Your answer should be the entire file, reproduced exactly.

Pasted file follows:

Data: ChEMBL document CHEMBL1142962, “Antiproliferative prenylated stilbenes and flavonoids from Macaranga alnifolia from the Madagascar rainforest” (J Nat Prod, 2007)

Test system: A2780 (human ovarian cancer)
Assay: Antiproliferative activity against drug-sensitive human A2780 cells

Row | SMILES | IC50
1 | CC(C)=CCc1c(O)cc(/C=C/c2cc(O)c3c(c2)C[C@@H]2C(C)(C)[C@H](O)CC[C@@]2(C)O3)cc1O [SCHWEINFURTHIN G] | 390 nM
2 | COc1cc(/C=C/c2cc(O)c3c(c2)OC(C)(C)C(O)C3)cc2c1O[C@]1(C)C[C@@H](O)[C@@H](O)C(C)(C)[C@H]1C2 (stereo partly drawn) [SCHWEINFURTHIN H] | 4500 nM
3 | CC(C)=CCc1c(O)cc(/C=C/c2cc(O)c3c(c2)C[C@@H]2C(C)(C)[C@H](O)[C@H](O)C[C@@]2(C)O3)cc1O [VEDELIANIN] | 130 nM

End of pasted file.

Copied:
Data: ChEMBL document CHEMBL1142962, “Antiproliferative prenylated stilbenes and flavonoids from Macaranga alnifolia from the Madagascar rainforest” (J Nat Prod, 2007)

Test system: A2780 (human ovarian cancer)
Assay: Antiproliferative activity against drug-sensitive human A2780 cells

Row | SMILES | IC50
1 | CC(C)=CCc1c(O)cc(/C=C/c2cc(O)c3c(c2)C[C@@H]2C(C)(C)[C@H](O)CC[C@@]2(C)O3)cc1O [SCHWEINFURTHIN G] | 390 nM
2 | COc1cc(/C=C/c2cc(O)c3c(c2)OC(C)(C)C(O)C3)cc2c1O[C@]1(C)C[C@@H](O)[C@@H](O)C(C)(C)[C@H]1C2 (stereo partly drawn) [SCHWEINFURTHIN H] | 4500 nM
3 | CC(C)=CCc1c(O)cc(/C=C/c2cc(O)c3c(c2)C[C@@H]2C(C)(C)[C@H](O)[C@H](O)C[C@@]2(C)O3)cc1O [VEDELIANIN] | 130 nM